ADVERTISEMENT

2
Electronic Cigarettes: Risks to Nonusers

Sunday, October 12, 2014
San Diego Ballroom A (San Diego Marriott Marquis )
Elizabeth L. Durmowicz, MD, Ii-Lun Chen, MD and Susan F. Rudy, MSN, CRNP, Food and Drug Administration, Rockville, MD

Objectives

To evaluate potential risks of e-cigarettes to nonusers. Electronic cigarettes (e-cigarettes) are increasingly popular.1 Advertisements claim these products are “safe”, “odorless”, “smoke free”, and can be used anywhere.2,3  E-cigarette health effects data in nonusers are limited.4  Although some data suggest exhaled e-cigarette aerosol may be less toxic to nonusers than secondhand smoke,5,6 secondhand aerosol constituents are inadequately characterized and some analyses have identified volatile organic compounds,7  flavoring substances, 7 nicotine, 5,7 metal and silicate particles.8

Methods

Adverse event (AE) reports submitted to the U.S. Food and Drug Administration (FDA) from January 1, 2012 to March 31, 2014 were reviewed to evaluate adverse health effects associated with e-cigarettes in nonusers and in non-use situations. 

Results

Of 90 reports submitted on adverse health effects related to e-cigarettes, 34 involved nonusers or were not use related (Table). Twenty-one reports involved respiratory symptoms (e.g., cough, difficulty breathing, pneumonia, wheezing), eye irritation, sore throat, headache, nausea and dizziness associated with secondhand aerosol exposure. Eight reports were burns from an overheated device or from proximity to device explosion. Four nonuser reports were in children (infant choking death, burns in a three year-old, breathing problems in a three year-old and “raspy” voice in a four year-old). Secondhand exposures typically were reported in indoor spaces (e.g., bars/restaurants, workplaces, store, auditorium).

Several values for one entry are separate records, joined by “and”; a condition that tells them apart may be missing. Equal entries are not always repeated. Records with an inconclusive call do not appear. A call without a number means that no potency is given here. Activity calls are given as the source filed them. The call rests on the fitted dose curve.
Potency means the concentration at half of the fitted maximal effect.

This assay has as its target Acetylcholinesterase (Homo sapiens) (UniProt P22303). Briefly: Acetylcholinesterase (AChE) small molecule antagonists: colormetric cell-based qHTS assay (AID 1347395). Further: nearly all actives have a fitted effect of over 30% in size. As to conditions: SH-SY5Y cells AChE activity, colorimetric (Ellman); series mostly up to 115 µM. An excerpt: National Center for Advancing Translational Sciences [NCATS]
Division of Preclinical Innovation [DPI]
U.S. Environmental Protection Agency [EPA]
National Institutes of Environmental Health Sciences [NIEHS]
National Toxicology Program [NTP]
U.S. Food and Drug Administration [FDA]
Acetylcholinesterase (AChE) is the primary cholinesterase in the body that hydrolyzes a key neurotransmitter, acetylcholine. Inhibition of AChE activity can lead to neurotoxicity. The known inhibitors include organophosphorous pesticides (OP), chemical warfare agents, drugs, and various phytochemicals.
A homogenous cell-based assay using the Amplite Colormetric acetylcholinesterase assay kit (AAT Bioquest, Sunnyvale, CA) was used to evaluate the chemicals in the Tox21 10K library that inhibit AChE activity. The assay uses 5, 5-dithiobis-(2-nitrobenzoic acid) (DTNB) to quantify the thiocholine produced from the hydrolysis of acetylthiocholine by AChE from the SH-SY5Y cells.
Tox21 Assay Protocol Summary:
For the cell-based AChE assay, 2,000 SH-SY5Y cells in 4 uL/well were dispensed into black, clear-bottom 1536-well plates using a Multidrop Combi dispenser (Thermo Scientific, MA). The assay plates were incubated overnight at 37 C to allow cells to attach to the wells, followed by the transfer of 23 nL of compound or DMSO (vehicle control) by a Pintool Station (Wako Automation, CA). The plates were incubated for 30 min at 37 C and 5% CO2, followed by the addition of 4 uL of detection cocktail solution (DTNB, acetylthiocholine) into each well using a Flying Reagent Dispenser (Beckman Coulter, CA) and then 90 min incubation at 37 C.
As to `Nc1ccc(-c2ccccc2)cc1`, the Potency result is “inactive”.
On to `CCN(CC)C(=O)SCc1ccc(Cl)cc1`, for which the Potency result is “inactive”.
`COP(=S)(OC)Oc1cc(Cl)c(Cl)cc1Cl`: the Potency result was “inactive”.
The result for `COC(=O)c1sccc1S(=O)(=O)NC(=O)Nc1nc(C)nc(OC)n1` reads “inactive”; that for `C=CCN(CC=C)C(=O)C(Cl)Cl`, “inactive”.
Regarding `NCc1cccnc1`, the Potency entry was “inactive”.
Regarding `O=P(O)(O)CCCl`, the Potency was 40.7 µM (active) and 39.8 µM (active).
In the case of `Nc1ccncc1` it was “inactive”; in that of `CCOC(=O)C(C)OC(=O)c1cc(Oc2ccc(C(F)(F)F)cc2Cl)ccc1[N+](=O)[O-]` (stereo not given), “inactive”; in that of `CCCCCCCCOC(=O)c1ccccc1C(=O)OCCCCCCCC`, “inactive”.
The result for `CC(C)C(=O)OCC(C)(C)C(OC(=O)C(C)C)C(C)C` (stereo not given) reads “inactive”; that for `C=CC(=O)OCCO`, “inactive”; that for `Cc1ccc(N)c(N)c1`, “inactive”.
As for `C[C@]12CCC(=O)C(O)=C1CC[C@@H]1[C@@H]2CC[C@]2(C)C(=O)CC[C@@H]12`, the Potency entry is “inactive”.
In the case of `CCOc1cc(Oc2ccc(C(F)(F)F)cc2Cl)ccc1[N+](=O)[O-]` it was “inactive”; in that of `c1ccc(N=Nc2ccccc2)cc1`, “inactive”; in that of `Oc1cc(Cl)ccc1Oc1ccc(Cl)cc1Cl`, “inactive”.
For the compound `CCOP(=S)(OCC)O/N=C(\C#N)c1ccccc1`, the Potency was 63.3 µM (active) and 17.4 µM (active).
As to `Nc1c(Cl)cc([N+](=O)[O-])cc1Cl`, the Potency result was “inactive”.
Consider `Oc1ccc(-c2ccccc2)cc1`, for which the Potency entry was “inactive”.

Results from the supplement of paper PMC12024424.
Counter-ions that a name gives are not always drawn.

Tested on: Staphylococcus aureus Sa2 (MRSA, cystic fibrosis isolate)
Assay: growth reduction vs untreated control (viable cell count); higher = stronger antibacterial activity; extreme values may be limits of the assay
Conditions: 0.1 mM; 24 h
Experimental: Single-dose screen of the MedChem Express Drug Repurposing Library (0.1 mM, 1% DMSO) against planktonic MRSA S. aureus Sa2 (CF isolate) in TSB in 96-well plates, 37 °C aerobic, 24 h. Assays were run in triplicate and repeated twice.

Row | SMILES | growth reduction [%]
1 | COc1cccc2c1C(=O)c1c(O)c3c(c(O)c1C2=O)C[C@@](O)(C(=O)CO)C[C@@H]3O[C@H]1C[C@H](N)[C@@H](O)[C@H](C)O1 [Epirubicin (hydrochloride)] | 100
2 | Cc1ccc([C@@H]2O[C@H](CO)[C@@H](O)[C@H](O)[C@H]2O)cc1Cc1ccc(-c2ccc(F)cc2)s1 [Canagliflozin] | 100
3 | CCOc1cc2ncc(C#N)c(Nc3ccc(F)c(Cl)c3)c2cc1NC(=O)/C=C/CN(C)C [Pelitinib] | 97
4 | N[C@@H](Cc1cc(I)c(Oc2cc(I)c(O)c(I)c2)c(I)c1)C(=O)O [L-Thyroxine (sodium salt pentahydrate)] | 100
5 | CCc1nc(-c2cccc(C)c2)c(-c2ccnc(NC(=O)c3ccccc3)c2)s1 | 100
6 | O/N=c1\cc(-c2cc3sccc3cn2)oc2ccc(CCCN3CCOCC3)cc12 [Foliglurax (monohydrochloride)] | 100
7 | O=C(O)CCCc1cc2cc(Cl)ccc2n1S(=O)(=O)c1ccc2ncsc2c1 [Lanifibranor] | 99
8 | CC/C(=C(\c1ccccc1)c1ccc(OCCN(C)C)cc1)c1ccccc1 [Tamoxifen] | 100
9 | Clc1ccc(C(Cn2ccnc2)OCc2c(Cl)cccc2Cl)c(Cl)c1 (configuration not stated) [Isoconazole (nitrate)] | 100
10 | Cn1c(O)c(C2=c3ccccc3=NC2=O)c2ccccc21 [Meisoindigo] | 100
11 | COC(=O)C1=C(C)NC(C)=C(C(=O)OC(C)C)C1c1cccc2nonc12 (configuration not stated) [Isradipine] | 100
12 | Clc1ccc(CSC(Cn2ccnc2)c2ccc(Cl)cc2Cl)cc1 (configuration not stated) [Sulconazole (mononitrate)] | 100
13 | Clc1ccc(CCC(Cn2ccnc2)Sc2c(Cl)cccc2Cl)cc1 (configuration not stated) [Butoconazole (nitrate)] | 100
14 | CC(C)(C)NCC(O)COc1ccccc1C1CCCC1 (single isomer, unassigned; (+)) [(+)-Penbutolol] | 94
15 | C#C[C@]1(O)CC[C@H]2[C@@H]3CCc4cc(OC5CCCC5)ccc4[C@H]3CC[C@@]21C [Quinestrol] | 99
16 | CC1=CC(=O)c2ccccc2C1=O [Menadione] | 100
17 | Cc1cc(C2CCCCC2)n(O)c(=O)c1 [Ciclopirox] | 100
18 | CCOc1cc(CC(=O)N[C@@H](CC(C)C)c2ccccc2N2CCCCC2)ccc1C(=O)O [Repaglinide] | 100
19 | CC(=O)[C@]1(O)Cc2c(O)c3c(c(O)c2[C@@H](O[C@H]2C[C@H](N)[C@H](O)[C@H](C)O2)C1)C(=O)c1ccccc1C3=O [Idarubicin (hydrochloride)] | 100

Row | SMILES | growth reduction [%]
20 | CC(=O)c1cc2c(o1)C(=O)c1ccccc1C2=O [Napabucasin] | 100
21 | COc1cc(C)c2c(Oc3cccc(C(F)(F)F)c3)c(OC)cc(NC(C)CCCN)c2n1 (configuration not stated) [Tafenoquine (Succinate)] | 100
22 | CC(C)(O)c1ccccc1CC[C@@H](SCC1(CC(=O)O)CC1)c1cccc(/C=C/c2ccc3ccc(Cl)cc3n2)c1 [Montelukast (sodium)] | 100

Table: Voluntary Reports to FDA on E-cigarette Adverse Events (AEs)

Year

Total # Reports1 (Total # all tobacco product reports)

Total # AE Reports2

Total Nonuser  AE Reports3

Nonuser AE Report Categories

Secondhand Aerosol Exposure

Burn 

Other4 

2012

23 (28)

 16

1   

0

0

1

2013

61 (69)

41

11  

8

2

1  

Q1 20145

45 (52)

32

20   

13

6

1

Total Reports

129 (149)

89

32

21

8

3

1 Includes adverse events, quality concerns, advice to FDA.

2 Reports with an adverse health effect.

3 Adverse events in nonusers or non-use situations.

4 Choking, cheilitis, unknown injury after device explosion

5 January – March 31, 2014

 


Conclusions

E-cigarette AE reports submitted to FDA are increasing significantly. Over one-third of reports involve nonusers or non-use situations.  Secondhand aerosol exposure complaints appear consistent with airway irritation, as well as nicotine exposure and possible nicotine toxicity. 

Healthcare providers (HCPs) should be aware that exposure to secondhand e-cigarette aerosol is potentially harmful, and e-cigarettes also pose risks of burns, choking, and nicotine poisoning.9 Additionally, aerosol deposition on indoor surfaces could result in thirdhand exposure to nicotine and other chemicals. Given the limited information available on these products and lack of regulatory oversight on manufacturing, HCPs  may consider counseling parents to keep e-cigarettes out of reach of children and avoid use, including recharging, near children.

ADVERTISEMENT